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A mathematical model of high shear wet granulation is proposed, where granule breakage, and not growth, is the dominant process. The energy required for granule breakage is assumed to be provided by the impact of granules between themselves and the granulator parts, and the extent of granule breakage determined by the balance between the impactenergy and the work of adhesion between the agglomerating particles. A specific volume of dry powder per unit crack surface area was allowed to reattach to the surface of broken granules to account for granule growth. To verify proposed model conditions, lactose monohydrate was granulated with a relatively low amount (6%) of the binder phase, polyvinyl-pyrrolidone and water, and was added to the powder before granulation.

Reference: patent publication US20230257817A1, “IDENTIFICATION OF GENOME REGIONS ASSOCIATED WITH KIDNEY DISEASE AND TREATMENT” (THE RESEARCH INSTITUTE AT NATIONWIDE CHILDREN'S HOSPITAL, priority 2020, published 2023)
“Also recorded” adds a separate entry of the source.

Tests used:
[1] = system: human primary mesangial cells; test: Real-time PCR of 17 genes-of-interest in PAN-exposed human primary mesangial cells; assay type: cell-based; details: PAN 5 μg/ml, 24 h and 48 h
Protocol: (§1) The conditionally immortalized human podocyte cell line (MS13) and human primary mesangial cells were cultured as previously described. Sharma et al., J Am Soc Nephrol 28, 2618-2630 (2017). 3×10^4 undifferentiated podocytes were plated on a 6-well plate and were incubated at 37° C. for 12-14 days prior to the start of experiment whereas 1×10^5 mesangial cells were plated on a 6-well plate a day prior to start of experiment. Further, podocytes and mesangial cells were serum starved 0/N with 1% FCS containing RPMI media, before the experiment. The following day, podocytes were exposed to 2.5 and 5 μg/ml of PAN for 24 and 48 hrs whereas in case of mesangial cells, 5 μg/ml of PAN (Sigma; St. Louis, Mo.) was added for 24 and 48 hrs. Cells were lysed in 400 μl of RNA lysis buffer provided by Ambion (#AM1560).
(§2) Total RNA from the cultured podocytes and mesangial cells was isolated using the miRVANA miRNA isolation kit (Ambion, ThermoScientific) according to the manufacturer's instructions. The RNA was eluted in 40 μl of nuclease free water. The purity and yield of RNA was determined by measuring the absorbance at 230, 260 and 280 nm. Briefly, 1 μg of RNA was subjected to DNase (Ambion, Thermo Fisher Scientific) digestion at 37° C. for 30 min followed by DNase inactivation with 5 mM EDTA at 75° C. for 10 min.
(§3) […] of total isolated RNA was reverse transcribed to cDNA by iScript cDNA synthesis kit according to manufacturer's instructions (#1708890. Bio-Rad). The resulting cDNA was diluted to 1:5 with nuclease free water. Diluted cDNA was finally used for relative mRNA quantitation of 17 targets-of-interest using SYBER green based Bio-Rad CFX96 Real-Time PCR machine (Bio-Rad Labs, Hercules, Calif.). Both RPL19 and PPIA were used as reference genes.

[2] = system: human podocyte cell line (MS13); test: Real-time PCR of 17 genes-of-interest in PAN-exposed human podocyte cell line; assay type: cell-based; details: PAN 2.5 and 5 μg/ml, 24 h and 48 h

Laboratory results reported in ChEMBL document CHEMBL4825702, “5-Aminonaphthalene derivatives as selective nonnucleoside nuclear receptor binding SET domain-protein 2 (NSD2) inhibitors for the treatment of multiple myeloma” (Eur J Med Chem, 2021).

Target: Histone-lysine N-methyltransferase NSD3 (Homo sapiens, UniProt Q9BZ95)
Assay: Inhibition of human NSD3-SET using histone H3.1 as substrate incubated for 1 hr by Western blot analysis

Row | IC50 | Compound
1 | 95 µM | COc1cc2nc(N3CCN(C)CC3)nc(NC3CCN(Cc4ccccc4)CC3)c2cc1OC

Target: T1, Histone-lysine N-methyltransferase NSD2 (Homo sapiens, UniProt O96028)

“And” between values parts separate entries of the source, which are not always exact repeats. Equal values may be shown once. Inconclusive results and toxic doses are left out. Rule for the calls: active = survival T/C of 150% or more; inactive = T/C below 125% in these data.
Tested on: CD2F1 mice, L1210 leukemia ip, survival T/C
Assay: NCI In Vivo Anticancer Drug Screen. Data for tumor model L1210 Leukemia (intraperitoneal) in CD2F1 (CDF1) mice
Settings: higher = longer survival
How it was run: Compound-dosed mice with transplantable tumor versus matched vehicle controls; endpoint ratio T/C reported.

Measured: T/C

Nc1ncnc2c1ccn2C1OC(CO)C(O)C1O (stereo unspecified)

The trend in granule size distribution during the experiment closely follwed the predicted model with an initial increase in the weight fraction of the larger granules. This increase was possibly due to extensive breakage of weaker granules and less extensive breakage, as if by attrition, of stronger granules, accompanied by the attachment of dry powder to the cracked surfaces. Eventually, larger granules experience increased impact energy and break. When excess binder is added and, higher volumes of powder reattach to the crack surface, more large granules form leading to granule overgrowth. This model highlights the importance of the probability of impact per unit time interval (ie, the rate of impact), the strength of the granules and the volume of powder that could attach to the cracked surface in high shear granulation processes where significant granule breakage is encountered.